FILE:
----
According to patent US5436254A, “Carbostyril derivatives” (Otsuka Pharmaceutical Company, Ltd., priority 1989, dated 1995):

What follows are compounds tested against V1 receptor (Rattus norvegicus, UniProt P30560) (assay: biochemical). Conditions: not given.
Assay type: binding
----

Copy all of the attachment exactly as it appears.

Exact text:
According to patent US5436254A, “Carbostyril derivatives” (Otsuka Pharmaceutical Company, Ltd., priority 1989, dated 1995):

What follows are compounds tested against V1 receptor (Rattus norvegicus, UniProt P30560) (assay: biochemical). Conditions: not given.
Assay type: binding